Fancy Nancy

Fancy Nancy - Jane O'Connor, Robin Preiss Glasser

Grade: 2nd


This book is a great way to introduce "fancy" ways of saying words. Fancy Nancy is indeed fancy, and so is her vocabulary. What I love about this book is the way Jane O'Connor explains what the fancy words Nancy uses are. For example, Nancy will say a word and say, "That's a fancy way of saying _________." It makes learning new words fun, and children love how funny Nancy is. I will have an anchor chart with Fancy Nancy on it. As we read the story, we will write down the fancy words she says with the definition under it on a sticky note. These will be stuck on the anchor chart. After the story, students will give their own fancy words and definitions. We will discuss that fancy words make reading more fun and interesting. We will go back into the text and replace the fancy words with words that aren't fancy words to prove fancy words make stories more interesting. This is also how I will introduce students to the word wall in my classroom. Instead of having a "Word Wall", I will have a wall of "Our Fancy Words" with none other than Nancy being displayed beside it. So every time a student comes to a fancy word, they can add it to the fancy word list.

Should I Share My Ice Cream?

Should I Share My Ice Cream? - Mo Willems

Grade: 5th


This is a great book to read to discuss why we share. We will discuss how we feel when people share something with us and how we feel when they don't. Students will then be given an ice cream cone and three scoops of ice cream. The class will use the ice cream cone to help organize their ideas so they can compose a letter to Elephant about why heshould share his ice cream based on our discussion. In the cone, students will write, "You should share your ice cream with Piggie because..."  Students must come up with three reasons Elephant should share his ice cream. They will put each reason in a scoop of ice cream. When this is completed, they will then write their letter.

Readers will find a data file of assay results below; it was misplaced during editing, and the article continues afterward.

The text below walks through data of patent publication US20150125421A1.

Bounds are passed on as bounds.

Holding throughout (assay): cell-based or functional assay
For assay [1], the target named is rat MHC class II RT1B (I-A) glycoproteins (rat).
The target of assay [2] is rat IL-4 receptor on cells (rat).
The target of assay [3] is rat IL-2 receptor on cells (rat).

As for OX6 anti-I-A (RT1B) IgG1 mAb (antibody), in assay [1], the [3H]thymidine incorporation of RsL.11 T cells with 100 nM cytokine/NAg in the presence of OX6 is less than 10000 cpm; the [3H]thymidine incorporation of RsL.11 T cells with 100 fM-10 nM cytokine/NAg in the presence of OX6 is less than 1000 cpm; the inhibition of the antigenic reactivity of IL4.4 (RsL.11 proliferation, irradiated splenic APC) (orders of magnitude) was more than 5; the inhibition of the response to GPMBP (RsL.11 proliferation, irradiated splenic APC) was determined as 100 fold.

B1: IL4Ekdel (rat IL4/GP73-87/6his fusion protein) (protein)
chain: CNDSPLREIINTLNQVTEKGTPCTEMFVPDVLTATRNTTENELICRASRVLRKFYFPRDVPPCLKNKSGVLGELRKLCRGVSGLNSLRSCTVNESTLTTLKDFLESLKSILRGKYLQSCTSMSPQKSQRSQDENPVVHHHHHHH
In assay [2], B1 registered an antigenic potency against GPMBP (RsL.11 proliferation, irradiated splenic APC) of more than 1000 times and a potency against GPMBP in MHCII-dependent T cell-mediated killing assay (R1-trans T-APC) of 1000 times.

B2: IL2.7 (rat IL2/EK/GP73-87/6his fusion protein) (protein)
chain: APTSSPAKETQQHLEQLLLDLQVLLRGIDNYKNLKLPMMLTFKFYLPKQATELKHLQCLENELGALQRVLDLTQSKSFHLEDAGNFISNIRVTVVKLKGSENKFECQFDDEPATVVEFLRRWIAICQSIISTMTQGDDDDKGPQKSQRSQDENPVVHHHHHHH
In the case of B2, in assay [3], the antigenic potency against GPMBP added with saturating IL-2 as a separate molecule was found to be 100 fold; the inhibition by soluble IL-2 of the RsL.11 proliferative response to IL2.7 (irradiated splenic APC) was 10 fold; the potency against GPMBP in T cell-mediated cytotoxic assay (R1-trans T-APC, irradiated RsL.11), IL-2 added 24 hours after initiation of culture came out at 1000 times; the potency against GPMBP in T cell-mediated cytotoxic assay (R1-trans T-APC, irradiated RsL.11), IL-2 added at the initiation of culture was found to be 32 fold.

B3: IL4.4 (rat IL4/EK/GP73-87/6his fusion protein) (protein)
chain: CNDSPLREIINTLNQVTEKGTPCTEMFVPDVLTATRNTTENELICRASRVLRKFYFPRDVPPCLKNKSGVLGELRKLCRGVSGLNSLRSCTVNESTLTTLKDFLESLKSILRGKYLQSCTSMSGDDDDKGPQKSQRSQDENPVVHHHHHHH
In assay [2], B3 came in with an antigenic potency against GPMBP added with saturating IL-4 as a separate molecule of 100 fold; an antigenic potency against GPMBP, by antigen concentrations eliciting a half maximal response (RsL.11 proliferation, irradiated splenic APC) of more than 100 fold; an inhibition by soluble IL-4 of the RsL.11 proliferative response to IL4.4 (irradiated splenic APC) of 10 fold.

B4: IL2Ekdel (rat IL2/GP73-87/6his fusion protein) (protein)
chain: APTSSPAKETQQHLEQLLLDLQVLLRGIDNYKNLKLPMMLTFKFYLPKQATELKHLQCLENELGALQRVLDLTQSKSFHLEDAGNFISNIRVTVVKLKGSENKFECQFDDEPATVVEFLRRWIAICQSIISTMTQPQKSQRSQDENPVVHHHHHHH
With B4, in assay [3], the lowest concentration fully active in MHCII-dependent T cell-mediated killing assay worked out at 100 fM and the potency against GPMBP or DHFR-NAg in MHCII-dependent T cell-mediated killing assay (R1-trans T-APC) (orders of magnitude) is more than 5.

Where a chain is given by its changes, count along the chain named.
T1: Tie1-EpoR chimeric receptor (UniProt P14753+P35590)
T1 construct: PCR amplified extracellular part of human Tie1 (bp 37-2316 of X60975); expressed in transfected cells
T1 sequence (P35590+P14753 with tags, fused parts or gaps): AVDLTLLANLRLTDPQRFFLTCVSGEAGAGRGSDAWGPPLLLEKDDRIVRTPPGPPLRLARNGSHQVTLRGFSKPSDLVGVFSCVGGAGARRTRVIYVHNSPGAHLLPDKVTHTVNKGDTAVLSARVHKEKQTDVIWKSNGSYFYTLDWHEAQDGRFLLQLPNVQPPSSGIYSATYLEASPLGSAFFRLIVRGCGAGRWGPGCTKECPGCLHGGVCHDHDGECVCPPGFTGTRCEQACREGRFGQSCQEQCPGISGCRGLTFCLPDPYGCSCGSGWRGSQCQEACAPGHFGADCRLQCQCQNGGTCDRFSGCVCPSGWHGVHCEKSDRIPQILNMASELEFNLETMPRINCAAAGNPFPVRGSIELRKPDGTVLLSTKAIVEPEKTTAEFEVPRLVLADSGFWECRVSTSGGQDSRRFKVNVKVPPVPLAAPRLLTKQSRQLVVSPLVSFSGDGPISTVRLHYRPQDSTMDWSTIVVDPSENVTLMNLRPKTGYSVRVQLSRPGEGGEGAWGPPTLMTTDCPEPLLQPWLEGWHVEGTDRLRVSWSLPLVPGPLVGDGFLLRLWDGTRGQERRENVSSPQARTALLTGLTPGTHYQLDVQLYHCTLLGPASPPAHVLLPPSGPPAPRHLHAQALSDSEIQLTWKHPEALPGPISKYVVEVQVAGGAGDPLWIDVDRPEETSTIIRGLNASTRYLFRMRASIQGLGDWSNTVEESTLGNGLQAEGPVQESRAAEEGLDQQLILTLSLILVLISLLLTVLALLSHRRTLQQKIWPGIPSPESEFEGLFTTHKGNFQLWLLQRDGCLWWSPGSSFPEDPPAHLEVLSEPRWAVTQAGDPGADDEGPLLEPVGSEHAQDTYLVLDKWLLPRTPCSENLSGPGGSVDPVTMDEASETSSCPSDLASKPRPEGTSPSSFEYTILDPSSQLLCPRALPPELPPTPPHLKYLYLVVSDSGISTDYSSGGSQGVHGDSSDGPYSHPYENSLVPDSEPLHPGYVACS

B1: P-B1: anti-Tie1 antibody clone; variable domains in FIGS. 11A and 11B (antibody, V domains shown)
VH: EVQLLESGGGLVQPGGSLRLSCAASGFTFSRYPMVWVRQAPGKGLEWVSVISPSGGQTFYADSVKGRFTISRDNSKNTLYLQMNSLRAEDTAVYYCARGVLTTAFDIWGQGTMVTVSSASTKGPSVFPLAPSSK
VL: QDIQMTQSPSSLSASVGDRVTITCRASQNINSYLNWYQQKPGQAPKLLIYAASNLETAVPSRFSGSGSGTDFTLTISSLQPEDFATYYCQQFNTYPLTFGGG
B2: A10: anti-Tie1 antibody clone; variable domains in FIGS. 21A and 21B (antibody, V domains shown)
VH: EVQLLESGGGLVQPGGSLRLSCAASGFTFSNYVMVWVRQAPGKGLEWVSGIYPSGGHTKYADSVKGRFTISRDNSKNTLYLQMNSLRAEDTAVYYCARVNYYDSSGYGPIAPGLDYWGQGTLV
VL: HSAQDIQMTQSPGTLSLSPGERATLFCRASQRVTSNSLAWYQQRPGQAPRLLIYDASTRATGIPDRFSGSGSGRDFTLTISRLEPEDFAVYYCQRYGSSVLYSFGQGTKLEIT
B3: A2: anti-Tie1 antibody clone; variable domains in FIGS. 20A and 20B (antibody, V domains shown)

No David!

No, David! - David Shannon

Grade: Kindergarten


I will use this book in my classroom within the first couple of days of school. I will read this aloud to my students. We will discuss that the things David does not display good behavior for the classroom. After our discussion, I will make an anchor chart that says, "What Makes a Good Student?" I will have a picture of David drawn on here. As a class, we will write traits of a good student, and we will build our classroom rules together. We will use David's behavior in the story to help us decide what is appropriate and what is not. After we complete our rules, each student will sign David. Therefore, students can be held accountable. We came up with the rules together and agreed to follow them all.

The Juice Box Bully

The Juice Box Bully: Empowering Kids to Stand Up For Others - Bob Sornson, Maria Dismondy, Kim Shaw

Grade: 4th


I will read this book aloud to my class the first couple weeks of school. In the book, when Pete begins to misbehave, his friends teach him about "The Promise."  After reading, this book, my class will discuss the promise. We will make our own classroom promise together. We will read our promise together every morning. Students will also make their own juice box to display in the class. On their juice box, they will write what they can do when they see someone being bullied.